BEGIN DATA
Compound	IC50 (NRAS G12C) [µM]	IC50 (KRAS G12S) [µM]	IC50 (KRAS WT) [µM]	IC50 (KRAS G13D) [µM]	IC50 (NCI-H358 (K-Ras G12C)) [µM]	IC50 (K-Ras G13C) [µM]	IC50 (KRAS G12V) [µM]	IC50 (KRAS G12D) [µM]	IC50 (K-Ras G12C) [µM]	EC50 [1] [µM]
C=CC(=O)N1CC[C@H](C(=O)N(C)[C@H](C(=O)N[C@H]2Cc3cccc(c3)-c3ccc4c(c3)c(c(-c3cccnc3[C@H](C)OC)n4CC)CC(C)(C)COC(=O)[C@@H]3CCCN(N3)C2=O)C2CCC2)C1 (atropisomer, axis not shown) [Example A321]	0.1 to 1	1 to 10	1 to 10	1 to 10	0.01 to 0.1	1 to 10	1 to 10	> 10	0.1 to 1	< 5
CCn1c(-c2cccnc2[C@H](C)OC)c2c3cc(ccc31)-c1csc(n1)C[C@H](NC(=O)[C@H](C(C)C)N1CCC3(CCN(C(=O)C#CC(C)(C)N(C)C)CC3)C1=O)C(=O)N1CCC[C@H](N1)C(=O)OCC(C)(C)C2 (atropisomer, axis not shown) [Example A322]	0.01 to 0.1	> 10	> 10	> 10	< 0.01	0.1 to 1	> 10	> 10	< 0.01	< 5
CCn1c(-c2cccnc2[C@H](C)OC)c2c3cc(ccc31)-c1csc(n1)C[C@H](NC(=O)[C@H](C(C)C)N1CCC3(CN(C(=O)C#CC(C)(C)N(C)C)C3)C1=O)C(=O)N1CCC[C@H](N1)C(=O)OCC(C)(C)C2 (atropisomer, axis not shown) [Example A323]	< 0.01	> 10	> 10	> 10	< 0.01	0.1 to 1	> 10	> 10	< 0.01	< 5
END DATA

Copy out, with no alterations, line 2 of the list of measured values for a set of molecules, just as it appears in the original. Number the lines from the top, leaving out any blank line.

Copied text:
C=CC(=O)N1CC[C@H](C(=O)N(C)[C@H](C(=O)N[C@H]2Cc3cccc(c3)-c3ccc4c(c3)c(c(-c3cccnc3[C@H](C)OC)n4CC)CC(C)(C)COC(=O)[C@@H]3CCCN(N3)C2=O)C2CCC2)C1 (atropisomer, axis not shown) [Example A321]	0.1 to 1	1 to 10	1 to 10	1 to 10	0.01 to 0.1	1 to 10	1 to 10	> 10	0.1 to 1	< 5